Goats, rabbits, chickens (pages)

Monday, October 22, 2012

Snakes and Snails and Puppy Dog Tails

My dog chases cars. I hate that. He started by following the neighbors dog when she chased the school bus. I've done everything I could think of to break him. But, twice a day, Monday through Friday, he tears off after it.

Rocky is only 15 months old and not street wise like the other dog--his mentor so-to-speak. She runs in the ditch. He runs in front of the bus. You see my concern.

Then he began chasing Harleys, cyclists in full cycling gear, loud monster trucks and kids on horses. Well, he didn't actually chase the horses, just tormented them from the sidelines.

The inevitable happened. Rocky is a beautiful dog. And, a super great guard dog of chickens and goats. He lives up to his ancestral Anatolian name.

Here he is last week--note the long beautiful tail.

Saturday evening FarmBoy and I heard a dog whelp and cry; we went to the door and Rocky was running as fast as he could toward us away from the road. Neighbor's dogs still in the road and a pickup truck was backing up the road. We knew one of the dogs had been hit.

By the time FarmBoy got his shoes on the truck had driven on, neighbor's dogs disappeared and Rocky was in the back yard still barking furiously.

Upon inspection Rocky is covered in blood and it's difficult to tell just how badly he is hurt. Now, when I say inspection I mean a good ten feet away as Rocky won't let anyone near him.

By Sunday morning Rocky had calmed down and let me examine the damage. His leg wound was deep but not large. But, the tail is ruined. A good twelve inches is nothing but bone and bleeding. He had left six or seven inches of hair and a tiny bit of tail in the road where we think the truck applied his brakes and skidded on the tail.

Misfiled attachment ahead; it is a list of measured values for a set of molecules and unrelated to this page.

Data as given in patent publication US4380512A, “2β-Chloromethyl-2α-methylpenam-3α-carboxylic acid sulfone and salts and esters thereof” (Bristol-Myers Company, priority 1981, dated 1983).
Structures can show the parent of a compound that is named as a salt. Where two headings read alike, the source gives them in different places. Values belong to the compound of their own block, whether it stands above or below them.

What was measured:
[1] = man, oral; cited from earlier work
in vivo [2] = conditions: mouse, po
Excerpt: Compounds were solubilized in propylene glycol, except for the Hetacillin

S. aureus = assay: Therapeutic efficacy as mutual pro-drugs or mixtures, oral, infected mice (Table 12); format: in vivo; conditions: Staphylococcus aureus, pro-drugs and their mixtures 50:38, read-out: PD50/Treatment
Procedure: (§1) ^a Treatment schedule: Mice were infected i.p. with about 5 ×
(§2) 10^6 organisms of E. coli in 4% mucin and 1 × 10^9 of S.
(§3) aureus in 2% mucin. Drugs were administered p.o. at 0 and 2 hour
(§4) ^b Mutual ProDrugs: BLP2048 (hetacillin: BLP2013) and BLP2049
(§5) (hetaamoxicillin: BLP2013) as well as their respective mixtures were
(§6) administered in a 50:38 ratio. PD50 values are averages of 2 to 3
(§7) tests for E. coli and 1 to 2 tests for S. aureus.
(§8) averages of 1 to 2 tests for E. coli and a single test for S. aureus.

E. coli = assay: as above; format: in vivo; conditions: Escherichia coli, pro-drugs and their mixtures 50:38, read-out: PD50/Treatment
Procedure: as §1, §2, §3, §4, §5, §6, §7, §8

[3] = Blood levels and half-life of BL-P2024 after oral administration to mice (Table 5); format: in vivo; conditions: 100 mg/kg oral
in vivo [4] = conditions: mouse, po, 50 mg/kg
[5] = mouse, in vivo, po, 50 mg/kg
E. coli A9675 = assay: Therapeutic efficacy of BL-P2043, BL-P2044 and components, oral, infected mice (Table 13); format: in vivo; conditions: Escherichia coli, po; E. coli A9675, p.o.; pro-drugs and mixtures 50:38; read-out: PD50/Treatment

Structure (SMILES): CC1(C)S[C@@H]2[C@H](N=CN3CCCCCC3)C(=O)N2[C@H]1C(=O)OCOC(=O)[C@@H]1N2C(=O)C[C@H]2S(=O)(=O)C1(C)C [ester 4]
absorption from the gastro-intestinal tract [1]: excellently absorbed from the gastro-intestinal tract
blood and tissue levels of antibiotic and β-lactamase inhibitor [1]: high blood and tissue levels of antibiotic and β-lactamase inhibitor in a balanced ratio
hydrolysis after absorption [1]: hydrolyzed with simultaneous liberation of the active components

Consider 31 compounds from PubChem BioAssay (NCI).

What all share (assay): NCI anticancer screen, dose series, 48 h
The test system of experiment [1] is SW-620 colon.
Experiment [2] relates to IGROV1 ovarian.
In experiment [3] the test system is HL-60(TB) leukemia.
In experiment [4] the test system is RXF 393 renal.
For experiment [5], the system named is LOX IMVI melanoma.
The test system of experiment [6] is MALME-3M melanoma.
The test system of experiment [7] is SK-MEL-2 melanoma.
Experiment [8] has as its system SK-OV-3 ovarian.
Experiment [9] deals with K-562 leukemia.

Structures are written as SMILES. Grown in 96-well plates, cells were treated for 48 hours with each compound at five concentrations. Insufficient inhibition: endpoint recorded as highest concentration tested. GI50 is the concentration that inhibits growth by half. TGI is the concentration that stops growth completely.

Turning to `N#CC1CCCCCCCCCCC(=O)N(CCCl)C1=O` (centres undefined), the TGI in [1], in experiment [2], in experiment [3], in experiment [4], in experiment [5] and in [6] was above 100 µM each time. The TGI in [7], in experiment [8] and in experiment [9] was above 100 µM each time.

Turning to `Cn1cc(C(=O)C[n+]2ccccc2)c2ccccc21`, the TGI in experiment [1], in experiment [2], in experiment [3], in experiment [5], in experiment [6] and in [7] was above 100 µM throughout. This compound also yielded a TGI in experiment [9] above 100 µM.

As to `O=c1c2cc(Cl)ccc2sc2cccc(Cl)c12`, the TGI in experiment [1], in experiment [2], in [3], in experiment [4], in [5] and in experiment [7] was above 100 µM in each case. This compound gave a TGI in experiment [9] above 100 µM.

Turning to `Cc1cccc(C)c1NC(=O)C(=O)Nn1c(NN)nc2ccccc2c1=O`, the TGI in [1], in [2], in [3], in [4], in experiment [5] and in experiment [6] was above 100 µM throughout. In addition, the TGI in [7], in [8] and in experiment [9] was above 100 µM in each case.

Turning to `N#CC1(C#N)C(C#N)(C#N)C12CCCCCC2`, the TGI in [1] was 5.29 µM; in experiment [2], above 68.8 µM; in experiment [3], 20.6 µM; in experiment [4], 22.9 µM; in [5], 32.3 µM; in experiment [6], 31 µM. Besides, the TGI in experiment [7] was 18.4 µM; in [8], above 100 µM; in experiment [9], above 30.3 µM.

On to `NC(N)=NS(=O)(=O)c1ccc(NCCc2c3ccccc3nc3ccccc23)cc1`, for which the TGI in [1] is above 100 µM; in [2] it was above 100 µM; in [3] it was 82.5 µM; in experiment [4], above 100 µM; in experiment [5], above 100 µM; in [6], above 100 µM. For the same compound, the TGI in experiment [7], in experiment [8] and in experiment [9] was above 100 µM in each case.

I doctored him with my herbal farm vet kit and worried that all of that exposed bone would surely invite infection. He wouldn't let me near him after that prefering to take care of it himself.

I wondered if it would be better to cut the tail off rather than take a chance of something more serious invading the wound. I was going to call the vet this morning but nature or Rocky himself took care of the situation: the entire exposed tail is gone.

This morning the bus came right on schedule--it was barely daylight. Rocky laid in his usual spot. I watched. Would he or wouldn't he?

He perked up his head, let out one disinterested whoof and laid it back down. Let's pray that attitude prevails after he is feeling up to par.

He went up the mountain with me and the goats as is our usual morning ritual and he had eaten all his food (laden with echinacea) this morning--both good signs of recovery.

Half a tail is a small price to pay for a life saving lesson. Let's hope he always remembers it.
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